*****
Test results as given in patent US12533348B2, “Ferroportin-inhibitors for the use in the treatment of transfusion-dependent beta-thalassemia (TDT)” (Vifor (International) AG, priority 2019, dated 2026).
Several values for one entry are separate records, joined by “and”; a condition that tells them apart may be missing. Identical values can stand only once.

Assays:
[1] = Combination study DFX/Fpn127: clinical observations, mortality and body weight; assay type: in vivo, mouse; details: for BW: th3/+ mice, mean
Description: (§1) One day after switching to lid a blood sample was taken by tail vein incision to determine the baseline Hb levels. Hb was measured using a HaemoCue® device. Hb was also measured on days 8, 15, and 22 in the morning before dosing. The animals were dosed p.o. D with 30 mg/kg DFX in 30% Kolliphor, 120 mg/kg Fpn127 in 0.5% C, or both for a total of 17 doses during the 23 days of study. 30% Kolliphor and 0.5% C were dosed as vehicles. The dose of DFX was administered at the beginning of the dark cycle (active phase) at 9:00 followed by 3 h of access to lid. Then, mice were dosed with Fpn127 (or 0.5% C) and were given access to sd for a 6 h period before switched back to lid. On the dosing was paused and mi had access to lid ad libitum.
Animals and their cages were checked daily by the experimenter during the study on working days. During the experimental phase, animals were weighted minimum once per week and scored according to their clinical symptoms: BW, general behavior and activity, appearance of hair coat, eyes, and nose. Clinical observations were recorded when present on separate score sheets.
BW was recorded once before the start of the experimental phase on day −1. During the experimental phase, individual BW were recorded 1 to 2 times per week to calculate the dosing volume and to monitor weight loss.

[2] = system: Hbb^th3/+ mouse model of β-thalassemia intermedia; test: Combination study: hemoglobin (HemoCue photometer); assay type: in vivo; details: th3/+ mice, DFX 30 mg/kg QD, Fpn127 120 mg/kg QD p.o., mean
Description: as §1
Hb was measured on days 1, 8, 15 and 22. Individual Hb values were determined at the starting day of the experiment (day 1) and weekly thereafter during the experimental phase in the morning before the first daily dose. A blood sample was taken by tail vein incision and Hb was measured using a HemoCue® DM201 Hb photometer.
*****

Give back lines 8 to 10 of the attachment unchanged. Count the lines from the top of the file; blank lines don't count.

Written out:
[2] = system: Hbb^th3/+ mouse model of β-thalassemia intermedia; test: Combination study: hemoglobin (HemoCue photometer); assay type: in vivo; details: th3/+ mice, DFX 30 mg/kg QD, Fpn127 120 mg/kg QD p.o., mean
Description: as §1
Hb was measured on days 1, 8, 15 and 22. Individual Hb values were determined at the starting day of the experiment (day 1) and weekly thereafter during the experimental phase in the morning before the first daily dose. A blood sample was taken by tail vein incision and Hb was measured using a HemoCue® DM201 Hb photometer.